Saturday, July 21, 2007

Idea Management using a Stock Market Metaphor

An article from the New York Times reported that Rite-Solutions, a software company that builds advanced command-and-control systems for the US Navy, developed an interesting approach to Idea Management Systems by creating:
. . . an internal market where any employee can propose that the company acquire a new technology, enter a new business or make an efficiency improvement. These proposals become stocks, complete with ticker symbols, discussion lists and e-mail alerts. Employees buy or sell the stocks, and prices change to reflect the sentiments of the company's engineers, computer scientists and project managers — as well as its marketers, accountants and even the receptionist.
In this approach,
Fifty-five stocks are listed on the company's internal market, which is called Mutual Fun. Each stock comes with a detailed description — called an expect-us, as opposed to a prospectus — and begins trading at a price of $10. Every employee gets $10,000 in "opinion money" to allocate among the offerings, and employees signal their enthusiasm by investing in a stock and, better yet, volunteering to work on the project. Volunteers share in the proceeds, in the form of real money, if the stock becomes a product or delivers savings.
This approach has already been highly successful, for example one of the earliest stocks - with a ticker symbol: VIEW - was a proposal to apply military three-dimensional visualization technology to help sailors and domestic security personnel practice making decisions in emergency situations. While the initial proponent of the ideas was unenthusiastic about promoting it, it received extensive support in the internal marketplace - and the resulting product line, "Rite-View," now accounts for 30% of total sales.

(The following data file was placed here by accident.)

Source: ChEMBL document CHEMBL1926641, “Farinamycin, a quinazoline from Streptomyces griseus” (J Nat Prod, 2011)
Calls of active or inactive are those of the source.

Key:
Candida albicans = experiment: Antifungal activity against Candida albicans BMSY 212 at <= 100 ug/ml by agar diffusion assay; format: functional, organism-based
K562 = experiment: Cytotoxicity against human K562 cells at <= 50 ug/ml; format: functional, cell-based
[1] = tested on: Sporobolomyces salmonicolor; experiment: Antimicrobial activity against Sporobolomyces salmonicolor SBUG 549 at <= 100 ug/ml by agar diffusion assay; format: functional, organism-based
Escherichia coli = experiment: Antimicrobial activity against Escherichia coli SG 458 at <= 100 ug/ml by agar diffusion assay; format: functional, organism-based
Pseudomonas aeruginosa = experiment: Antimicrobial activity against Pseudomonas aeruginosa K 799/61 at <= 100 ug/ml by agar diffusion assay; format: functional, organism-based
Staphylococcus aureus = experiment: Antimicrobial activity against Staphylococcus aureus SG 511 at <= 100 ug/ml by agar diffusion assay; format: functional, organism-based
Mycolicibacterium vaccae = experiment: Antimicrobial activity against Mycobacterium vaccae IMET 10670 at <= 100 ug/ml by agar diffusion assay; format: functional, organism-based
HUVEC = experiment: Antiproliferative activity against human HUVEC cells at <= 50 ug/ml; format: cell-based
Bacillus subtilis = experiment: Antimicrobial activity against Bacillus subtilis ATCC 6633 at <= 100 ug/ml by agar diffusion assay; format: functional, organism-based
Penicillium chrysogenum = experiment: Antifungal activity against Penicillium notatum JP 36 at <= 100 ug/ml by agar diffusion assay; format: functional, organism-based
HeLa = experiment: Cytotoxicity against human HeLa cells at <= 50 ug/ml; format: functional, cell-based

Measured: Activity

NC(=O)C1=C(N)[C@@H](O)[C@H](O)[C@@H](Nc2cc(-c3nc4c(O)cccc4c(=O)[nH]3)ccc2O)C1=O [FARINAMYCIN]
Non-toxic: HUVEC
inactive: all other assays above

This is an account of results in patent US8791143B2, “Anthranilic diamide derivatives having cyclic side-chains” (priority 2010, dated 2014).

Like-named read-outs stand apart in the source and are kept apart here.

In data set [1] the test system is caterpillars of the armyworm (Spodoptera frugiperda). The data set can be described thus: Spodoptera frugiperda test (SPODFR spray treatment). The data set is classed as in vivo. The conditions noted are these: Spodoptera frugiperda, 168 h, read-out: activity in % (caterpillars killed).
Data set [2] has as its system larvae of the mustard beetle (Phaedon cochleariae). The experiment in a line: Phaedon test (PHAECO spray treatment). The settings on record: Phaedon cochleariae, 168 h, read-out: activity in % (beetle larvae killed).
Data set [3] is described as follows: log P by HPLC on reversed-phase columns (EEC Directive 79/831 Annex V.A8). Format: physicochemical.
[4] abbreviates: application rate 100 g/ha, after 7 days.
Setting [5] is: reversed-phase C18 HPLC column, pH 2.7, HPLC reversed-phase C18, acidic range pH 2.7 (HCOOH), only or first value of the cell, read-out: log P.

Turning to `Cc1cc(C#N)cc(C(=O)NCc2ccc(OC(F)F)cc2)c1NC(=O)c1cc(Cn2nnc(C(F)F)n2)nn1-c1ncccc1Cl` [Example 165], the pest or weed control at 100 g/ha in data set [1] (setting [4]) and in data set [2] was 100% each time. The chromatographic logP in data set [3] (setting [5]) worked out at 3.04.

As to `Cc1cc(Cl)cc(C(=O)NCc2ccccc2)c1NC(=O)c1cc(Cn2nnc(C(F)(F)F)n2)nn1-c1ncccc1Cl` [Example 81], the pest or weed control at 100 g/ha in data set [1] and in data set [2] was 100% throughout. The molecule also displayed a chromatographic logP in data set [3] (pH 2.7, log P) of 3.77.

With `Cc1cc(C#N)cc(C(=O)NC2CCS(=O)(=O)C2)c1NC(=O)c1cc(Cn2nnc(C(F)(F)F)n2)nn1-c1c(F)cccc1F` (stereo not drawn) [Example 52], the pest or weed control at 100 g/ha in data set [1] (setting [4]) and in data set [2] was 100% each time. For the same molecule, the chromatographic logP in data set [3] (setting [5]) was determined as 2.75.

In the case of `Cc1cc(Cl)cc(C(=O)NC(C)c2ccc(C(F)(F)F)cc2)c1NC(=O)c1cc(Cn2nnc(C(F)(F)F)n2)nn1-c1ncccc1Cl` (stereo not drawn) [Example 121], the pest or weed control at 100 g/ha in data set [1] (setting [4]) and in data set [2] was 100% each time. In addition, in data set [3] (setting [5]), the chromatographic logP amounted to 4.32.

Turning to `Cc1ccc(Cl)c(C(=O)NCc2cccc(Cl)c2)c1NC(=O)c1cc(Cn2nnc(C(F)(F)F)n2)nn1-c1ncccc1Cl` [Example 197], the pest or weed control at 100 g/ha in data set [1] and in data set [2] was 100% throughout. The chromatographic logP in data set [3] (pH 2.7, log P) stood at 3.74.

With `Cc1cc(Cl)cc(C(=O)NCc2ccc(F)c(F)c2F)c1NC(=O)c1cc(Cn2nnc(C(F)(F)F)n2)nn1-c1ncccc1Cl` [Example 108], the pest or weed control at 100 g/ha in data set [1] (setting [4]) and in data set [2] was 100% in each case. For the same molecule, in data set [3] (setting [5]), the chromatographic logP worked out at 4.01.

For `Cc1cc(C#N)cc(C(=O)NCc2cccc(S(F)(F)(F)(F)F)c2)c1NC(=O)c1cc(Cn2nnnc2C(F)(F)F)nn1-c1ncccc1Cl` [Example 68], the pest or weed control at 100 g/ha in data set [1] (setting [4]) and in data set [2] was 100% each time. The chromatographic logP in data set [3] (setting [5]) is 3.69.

This approach is interesting because it draws on the principles of Idea Management Systems (tap into the contextual experience and situation of employees to generate relevant and interesting ideas) but also provides an effective rating system - and a well-known metaphor (the market) - to guide and inform that activity. It is also similar in principle to the approach to giving employees a stake in the company taken in the book The Great Game of Business.

This system also forges connections across disciplinary boundaries - for example, pattern-recognition algorithms used in military applications and for electronic gambling systems at casinos were applied in educational settings by a non-technical member of the administrative staff. Engineers were keen to support it, and this resulted in a contract with Hasbro to build its "VuGo Multimedia System."

The key principles applied in the Rite-Solutions approach are to solicit employee ideas, and to provide a mechanism so employees will invest in voting for what they consider to be the best ones. Since the 'opinion' money can be converted into real money for successful ideas, employees have a real stake, and the principles of 'the wisdom of markets' apply.

However, it must be noted that an idea funnel is still required: a stage-gate process must be in place for the organisation to assess the contributed ideas against the resources required and the market demand to confirm the business case for proceeding, and to ensure the ROI on the investment in the new product or service proposition.
The NYT article concludes by discussing open innovation through the application of similar principles to external marketplaces of ideas, for example at InnoCentive. Similar networks exist elsewhere - for example the Innovation Xchange Network in Australia.

The full text of the article can be accessed at the New York Times website. The article was written by William C. Taylor, a co-founder and founding editor of Fast Company magazine

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